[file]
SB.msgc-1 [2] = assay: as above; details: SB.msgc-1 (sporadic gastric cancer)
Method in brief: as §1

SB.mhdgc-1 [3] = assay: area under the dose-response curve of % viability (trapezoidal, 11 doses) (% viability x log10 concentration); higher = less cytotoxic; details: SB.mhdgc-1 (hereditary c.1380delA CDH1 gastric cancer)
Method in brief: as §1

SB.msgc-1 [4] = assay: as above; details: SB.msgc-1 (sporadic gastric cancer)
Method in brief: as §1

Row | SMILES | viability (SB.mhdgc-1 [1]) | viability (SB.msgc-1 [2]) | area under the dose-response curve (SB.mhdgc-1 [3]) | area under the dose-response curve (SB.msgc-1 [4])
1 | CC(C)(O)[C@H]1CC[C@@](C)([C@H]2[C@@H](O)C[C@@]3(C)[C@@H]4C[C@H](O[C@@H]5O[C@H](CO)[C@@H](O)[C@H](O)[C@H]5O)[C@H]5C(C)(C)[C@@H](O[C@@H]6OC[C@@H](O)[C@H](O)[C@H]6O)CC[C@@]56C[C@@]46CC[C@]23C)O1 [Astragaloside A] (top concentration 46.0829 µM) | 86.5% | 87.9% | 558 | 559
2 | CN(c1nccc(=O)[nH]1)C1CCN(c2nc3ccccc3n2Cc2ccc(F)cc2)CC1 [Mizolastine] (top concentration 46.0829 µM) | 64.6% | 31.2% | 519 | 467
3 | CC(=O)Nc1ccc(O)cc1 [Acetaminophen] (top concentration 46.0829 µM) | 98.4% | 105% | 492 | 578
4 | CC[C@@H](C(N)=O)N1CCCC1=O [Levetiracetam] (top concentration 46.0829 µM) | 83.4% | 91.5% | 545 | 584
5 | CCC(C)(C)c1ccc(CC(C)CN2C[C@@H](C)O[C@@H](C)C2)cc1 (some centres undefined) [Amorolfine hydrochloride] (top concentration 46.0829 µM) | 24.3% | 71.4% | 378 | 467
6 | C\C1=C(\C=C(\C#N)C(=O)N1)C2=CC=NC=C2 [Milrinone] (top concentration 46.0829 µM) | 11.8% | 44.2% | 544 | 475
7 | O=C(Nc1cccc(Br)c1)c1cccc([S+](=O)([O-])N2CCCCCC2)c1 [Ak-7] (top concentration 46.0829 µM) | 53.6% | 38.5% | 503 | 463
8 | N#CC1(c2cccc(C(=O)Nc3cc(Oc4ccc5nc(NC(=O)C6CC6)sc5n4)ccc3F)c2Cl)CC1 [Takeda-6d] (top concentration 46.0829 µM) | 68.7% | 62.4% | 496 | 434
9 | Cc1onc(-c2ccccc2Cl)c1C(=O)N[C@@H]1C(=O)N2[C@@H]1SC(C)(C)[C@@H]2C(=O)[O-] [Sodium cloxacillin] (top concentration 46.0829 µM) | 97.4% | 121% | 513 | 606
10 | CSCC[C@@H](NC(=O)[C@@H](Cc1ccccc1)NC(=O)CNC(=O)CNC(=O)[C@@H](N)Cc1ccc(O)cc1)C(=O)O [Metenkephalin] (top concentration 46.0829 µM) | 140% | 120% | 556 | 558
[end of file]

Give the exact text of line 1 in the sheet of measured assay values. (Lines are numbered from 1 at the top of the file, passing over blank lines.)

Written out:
SB.msgc-1 [2] = assay: as above; details: SB.msgc-1 (sporadic gastric cancer)